HOW TO CHOOSE THE FRESHEST FISH
Angler-turned-fishmonger Dawn Lim of The Chapalang Shop shares her tips.
- Look for clear eyes and a firm body
- The gills must be bright red
- If you are adventurous enough, open up the gills and feel for a little slime. That’s the ‘good’ slime that protects the fish and helps it slide through the water when it was alive
- However, if it’s slimy and smells bad, that is not the slime you want
BUSTING GENDER STEREOTYPES
Prior to the fish stall, Lim was a regional sales manager in the marine and offshore industry. “Rain or shine, I’d don my coveralls, safety helmet and boots, and go onboard vessels and oil rigs, supplying everything you can find onboard,” she said. She was then a single mum caring for two sons, now 18 and 13.
The only child in the family, she dropped out school in Secondary 4. “I turned out a delinquent. My father was quite disappointed. That was when I told myself that I had to pull my socks up and buck up. Once that decision was made, I never looked back because the only way was up.”
She enrolled in the school of hard knocks, picking up various odd jobs. Starting as a waitress in a cafe, she then became an office clerk and later, a purchaser.
Eventually, she “worked my way up with the right mentality and attitude” and ventured into regional sales. On the massive oil rigs and vessels, she handled clients from Asia, Europe and the Middle East, gaining precious technical knowledge by constantly asking questions.
Dawn Lim left her corporate sales job to open The Chapalang Shop 2 in Bedok, to bring fresh-from-the-sea catch to her customers’ dining tables.
DON’T JUST SURVIVE, THRIVE
At the stall, Lim is a blur of motion. She juggles her customer’s enquiries while vacuum-packing her trout, and calls out to another to choose her prawns. In between, she’s texting and arranging a work meeting.
You’d never have guessed that she hasn’t even gone to bed yet, as she was busy with some work the night before and arrived at the stall with Kong at 5am.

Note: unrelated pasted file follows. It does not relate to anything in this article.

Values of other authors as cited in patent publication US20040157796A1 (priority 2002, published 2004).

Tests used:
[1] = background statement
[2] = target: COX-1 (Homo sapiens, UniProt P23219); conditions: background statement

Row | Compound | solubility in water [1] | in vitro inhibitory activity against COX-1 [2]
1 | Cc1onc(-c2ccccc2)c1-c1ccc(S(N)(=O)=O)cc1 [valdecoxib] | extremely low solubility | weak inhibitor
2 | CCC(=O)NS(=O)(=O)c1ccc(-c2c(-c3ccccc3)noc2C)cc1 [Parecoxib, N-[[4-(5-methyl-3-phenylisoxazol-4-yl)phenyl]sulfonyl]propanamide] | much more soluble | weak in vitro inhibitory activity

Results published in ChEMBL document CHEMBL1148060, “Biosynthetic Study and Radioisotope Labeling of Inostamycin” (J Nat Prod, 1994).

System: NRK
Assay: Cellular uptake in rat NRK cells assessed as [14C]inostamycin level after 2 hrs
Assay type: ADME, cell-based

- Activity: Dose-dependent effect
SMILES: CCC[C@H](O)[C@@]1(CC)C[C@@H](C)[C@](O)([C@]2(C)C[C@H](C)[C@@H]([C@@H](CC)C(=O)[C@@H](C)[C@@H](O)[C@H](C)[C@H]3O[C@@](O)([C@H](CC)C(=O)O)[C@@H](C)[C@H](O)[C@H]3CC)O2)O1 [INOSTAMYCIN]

The couple, who got married last year, met through a common friend, and bonded over their love for fishing. They used to go on regular fishing trips, where they learned about different seafood from more experienced anglers.
They had been giving away their fresh catch to family and friends, which inspired them to open The Chapalang Shop. “It’s about passion and being able to bring good seafood from the sea to the dining table,” said the accidental fishmonger.
Running a business with her husband “was a struggle and an uphill battle” at first. “Alvin is more chill while I’m particular about a lot of things. I always tell him that we have to put ourselves in our customers’ shoes. How would we feel if we were to receive our package in a mess?
“We do argue a lot because sometimes, I would say, ‘it’s not good enough, this can be done better’. Eventually, I think he understood,” said Lim.
The relatively youthful hawkerpreneurs are a rarity in the wet market and sometimes face discrimination. Older customers, in particular, are sceptical and assume they’re inexperienced and lack knowledge about seafood and how to cook it.